BOI: Don’t you think that with the lines blurring now, production houses are making these kinds of films, actors are doing these kinds of film and the audience is watching these kinds of films more than ever?

KK: Of course! If you look at the movies that even popular actors are doing these days, they are all movies where the stories are coming from our country. There was a phase in the ’90s and the early 2000s when films were made about the NRI. That is something very unreal. Films were more aspirational back then; they were about what you wanted to be. But now, as a country, we have evolved and we want to see stories that represent our country and are based on issues relevant to our country. I think that is a great thing and the fact that a lot of bigger stars are doing films like these, makes them scalable to a larger audience.

That said, it is still very challenging to make a film like Noblemen because bullying is one of those issues that is a really big one but is still treated like a very small, niche problem. I think that is completely wrong because it really defines what happens in a child’s life from there on. It can really, sort of, either make you or destroy you, what happens in school and college. If you go through bad experiences, they can live on for you, for the rest of your life. That is why I think a film like this is very challenging to do. So many of us have lived in boarding schools and lined up for water in the morning and…

VK: All of us lived in the same school while shooting the film. The dormitories shown in the film… we used to wait for the buckets of water with the whole crew.

KK: So yes, if you want to make a film on a subject like this you still have to do it in a certain way. It is changing but I hope it changes a lot more.

BOI: We were talking about unconventional cinema and you have always defined that right from your first film. What do you think it is about you that directors feel, it’s him we need, whenever something of this sort comes up?

KK: What is it about me? I have no idea. (Laughs) I worked with a very interesting director and she told she really wanted to work with me because ‘you have been around for a while but I have not seen enough of you and I still feel there is so much I can do with you’. She also said, ‘I still feel like I can see you in multiple roles because I have seen you but not enough’. So I guess that is one of the things. And I think I am somebody that is unconventional in that sense, so when there is something that is unconventional, I guess people think of me.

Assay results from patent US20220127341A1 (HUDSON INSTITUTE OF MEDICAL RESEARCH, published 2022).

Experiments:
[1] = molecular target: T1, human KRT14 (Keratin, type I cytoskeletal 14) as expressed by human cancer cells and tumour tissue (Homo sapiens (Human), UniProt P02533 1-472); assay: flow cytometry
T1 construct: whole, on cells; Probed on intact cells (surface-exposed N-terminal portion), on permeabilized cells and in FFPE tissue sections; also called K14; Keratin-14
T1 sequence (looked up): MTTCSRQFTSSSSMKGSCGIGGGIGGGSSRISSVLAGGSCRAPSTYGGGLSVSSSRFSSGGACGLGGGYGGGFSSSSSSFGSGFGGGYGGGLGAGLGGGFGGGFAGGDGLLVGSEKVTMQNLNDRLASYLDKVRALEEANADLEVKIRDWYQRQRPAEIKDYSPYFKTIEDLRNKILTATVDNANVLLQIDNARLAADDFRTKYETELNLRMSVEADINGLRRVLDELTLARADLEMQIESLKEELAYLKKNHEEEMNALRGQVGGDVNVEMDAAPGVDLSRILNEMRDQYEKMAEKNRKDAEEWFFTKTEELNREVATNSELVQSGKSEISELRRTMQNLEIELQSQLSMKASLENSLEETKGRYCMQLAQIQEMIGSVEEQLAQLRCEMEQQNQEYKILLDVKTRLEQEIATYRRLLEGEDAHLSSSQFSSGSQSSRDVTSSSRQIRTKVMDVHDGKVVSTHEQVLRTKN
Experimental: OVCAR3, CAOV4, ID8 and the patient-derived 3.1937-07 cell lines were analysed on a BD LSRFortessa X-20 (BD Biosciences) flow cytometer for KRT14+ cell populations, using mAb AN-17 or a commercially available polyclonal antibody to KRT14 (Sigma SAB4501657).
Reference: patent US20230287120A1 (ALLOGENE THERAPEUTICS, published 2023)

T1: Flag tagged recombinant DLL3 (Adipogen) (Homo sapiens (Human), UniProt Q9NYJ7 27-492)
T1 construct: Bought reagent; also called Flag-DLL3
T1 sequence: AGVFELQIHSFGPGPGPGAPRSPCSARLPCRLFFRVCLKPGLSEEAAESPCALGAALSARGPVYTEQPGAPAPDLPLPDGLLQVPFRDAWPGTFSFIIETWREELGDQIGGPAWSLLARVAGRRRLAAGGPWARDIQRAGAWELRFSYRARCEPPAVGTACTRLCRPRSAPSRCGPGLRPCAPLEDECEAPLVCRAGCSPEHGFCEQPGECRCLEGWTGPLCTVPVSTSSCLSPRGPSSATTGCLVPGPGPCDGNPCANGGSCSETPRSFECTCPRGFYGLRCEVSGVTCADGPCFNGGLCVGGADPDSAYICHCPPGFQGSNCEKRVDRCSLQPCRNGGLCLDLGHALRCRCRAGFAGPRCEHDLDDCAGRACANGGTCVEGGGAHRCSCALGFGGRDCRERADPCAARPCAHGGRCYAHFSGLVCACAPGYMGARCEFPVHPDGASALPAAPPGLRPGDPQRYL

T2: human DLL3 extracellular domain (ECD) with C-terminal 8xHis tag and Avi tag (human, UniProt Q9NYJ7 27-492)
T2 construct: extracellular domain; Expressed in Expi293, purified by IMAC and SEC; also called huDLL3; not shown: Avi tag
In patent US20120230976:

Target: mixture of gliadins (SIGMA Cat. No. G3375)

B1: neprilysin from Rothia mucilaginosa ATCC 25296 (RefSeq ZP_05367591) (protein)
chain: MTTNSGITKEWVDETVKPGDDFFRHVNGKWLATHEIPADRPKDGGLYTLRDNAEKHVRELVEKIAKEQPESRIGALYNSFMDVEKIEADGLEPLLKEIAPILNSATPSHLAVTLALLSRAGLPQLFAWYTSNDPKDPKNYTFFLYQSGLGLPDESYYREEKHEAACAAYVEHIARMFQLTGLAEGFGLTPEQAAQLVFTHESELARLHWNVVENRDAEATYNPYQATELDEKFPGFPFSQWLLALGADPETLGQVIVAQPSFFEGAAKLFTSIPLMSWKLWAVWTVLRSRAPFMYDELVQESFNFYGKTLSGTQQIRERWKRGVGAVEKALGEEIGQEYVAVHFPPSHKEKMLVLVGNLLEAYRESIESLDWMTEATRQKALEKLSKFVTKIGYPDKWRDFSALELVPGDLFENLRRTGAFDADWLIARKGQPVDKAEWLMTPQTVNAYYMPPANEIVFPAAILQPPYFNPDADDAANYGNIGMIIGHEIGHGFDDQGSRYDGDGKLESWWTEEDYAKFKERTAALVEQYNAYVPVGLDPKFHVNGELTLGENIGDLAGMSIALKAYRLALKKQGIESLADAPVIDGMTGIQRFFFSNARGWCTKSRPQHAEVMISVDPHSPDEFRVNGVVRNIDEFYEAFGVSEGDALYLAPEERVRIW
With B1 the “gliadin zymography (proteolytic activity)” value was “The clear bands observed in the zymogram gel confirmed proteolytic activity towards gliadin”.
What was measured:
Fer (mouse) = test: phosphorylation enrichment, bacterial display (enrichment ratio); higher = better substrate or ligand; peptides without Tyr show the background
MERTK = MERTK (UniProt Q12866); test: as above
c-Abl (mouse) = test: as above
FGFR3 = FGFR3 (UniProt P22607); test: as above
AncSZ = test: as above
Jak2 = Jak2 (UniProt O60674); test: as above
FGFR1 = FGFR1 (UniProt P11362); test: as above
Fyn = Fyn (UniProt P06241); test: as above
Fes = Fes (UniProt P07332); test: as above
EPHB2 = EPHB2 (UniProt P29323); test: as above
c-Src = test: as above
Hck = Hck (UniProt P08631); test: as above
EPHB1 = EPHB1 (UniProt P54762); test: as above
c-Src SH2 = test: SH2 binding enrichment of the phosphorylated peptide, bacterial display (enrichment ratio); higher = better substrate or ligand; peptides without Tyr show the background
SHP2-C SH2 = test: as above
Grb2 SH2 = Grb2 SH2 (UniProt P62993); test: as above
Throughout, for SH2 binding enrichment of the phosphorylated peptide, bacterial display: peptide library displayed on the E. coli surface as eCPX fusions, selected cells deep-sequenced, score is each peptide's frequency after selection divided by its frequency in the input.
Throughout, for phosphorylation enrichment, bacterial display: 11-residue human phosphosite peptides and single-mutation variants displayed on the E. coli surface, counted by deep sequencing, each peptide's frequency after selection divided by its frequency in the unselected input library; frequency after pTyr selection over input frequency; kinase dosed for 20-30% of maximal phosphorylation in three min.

VK: Whatever his last director said is very correct. He is not overexposed. There are some actors whom you see so much that it becomes too much. You don’t want to see them again and again. He is a little under-exposed, and I think that helps. As a director you feel, yes I can transform him into this because he has not done it all yet.

BOI: Speaking of bullying, when you are making a film on a subject that is this sensitive, is there anything you keep in mind, anything you might be extra-careful to portray a certain way?

VK: Yes, we don’t want to sensationalise anything, don’t want to titillate. Ideally we want the audience to feel the right emotion and not the wrong emotion. I hope we have done that. Because we have children of our own, that was also a conscious thing. We do have some graphic imagery, so there was an effort to not have kids below 17, as it is adult content in some way. We were careful about all of that. 

BOI: Kunal, these days we are seeing a lot of actors entering into the digital space. Any plans?

KK: Well, there is something that I have liked and I am in conversation about it. I think I would love go digital. It is a fantastic medium for a filmmaker and for an actor, because you get a chance to really explore a story and a character. Also, you don’t have to worry about the box office, and including songs, and making them popular. You can just do it the way you want to. I think this is the future, and yes there is something that I have liked.

BOI: We have also heard talk of a Don 3. There’s quite a lot of speculation…

KK: I honestly have no idea about Don 3. My role was limited to Don 2 and I don’t know what is happening to the third installment. I think there’s been speculation about Don 3 since Don 2 came out. Don is an iconic film, in the ’70s as well as now. I would love to see a Don 3 but honestly I don’t have any idea what’s happening about it.

BOI: Since the film is out now, what do you want the audience to take away from it?

KK: Well, we have been saying that when you don’t keep your monsters in check, they create monsters that can be even worse. I think that is not true just for school or college but for society as a whole. When you allow the monsters to get away with things, then that creates monsters that can be even more dangerous. I think as a society we should all be aware and stand up against them. If you don’t stand up at the right time, then things begin to disintegrate in society as well.

VK: Well, it’s the same thing and he said it better than me. If I can word it differently, violence begets violence and it is always a vicious circle. Revenge does not get you anything. It was the theme of The Merchant of Venice. Shylock loses everything at the end of that play.